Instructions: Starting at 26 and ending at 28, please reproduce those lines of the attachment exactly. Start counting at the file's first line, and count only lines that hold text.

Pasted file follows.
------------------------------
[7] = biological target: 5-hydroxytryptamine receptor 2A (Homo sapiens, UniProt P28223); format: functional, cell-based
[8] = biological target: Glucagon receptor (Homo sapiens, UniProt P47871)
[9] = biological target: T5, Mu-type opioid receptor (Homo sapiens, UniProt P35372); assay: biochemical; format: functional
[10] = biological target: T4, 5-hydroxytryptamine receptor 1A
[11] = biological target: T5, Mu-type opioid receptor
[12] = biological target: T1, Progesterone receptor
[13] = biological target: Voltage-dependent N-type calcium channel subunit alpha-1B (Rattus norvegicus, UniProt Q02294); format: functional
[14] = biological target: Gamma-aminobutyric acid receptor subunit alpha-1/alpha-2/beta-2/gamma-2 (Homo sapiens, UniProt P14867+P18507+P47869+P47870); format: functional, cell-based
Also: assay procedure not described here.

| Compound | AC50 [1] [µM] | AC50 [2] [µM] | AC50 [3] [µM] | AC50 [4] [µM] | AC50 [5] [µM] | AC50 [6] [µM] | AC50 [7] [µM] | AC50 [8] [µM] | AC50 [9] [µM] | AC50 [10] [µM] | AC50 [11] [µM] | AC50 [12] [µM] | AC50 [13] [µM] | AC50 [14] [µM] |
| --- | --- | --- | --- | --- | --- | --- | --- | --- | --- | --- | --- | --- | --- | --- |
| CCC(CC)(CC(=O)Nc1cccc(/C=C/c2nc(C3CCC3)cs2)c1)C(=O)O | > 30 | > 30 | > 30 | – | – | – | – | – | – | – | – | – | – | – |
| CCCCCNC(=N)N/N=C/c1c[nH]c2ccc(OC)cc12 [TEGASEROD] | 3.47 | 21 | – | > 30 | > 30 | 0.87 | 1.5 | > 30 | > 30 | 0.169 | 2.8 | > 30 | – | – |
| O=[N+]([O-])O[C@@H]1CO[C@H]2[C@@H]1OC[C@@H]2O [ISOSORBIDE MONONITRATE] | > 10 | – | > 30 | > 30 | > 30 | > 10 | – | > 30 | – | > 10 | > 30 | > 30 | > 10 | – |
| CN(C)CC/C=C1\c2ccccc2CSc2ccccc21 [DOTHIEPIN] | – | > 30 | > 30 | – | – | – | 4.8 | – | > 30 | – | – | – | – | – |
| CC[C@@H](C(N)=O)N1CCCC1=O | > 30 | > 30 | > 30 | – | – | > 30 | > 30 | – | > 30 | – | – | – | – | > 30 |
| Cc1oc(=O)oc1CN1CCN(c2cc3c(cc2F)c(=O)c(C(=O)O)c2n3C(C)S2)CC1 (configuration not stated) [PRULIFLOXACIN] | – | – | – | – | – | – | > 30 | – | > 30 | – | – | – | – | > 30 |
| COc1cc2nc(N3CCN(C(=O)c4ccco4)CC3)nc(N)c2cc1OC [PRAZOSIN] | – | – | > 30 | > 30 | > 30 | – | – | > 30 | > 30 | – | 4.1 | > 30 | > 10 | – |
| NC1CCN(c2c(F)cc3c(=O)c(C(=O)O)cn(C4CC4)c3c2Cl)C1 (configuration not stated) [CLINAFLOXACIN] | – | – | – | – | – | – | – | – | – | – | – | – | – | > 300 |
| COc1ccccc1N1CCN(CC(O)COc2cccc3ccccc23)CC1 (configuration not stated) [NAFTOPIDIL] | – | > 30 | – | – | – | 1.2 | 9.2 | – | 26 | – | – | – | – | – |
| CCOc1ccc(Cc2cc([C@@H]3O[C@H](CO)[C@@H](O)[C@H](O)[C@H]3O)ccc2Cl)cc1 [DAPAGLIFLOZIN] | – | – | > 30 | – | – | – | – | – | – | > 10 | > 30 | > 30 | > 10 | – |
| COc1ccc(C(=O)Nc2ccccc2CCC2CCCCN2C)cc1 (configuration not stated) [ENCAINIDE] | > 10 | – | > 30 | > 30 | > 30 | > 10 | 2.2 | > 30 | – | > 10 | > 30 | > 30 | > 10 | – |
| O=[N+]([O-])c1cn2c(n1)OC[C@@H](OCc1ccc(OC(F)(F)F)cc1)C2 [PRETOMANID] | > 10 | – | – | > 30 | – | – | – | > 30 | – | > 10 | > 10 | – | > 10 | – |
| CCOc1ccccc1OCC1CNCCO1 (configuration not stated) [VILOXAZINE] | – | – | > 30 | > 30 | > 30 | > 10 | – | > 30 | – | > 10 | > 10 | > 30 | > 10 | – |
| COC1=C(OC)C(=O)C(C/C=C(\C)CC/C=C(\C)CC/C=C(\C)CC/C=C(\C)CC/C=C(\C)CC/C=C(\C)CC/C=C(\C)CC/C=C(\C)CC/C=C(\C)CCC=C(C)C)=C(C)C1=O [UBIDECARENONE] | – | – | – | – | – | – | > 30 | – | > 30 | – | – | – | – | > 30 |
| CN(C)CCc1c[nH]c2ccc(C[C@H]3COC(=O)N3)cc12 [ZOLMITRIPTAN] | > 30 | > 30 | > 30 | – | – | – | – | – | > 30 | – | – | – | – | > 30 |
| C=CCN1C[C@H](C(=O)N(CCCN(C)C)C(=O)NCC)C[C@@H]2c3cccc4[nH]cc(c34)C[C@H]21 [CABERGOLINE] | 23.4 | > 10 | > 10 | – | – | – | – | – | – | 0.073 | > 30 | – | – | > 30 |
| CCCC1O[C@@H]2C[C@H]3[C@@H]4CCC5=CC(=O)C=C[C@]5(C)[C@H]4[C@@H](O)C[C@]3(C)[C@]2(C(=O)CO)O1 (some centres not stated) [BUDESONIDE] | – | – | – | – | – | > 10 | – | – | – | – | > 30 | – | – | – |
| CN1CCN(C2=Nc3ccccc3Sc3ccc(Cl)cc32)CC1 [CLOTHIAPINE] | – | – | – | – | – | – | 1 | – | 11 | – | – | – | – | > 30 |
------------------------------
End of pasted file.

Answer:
| CN(C)CCc1c[nH]c2ccc(C[C@H]3COC(=O)N3)cc12 [ZOLMITRIPTAN] | > 30 | > 30 | > 30 | – | – | – | – | – | > 30 | – | – | – | – | > 30 |
| C=CCN1C[C@H](C(=O)N(CCCN(C)C)C(=O)NCC)C[C@@H]2c3cccc4[nH]cc(c34)C[C@H]21 [CABERGOLINE] | 23.4 | > 10 | > 10 | – | – | – | – | – | – | 0.073 | > 30 | – | – | > 30 |
| CCCC1O[C@@H]2C[C@H]3[C@@H]4CCC5=CC(=O)C=C[C@]5(C)[C@H]4[C@@H](O)C[C@]3(C)[C@]2(C(=O)CO)O1 (some centres not stated) [BUDESONIDE] | – | – | – | – | – | > 10 | – | – | – | – | > 30 | – | – | – |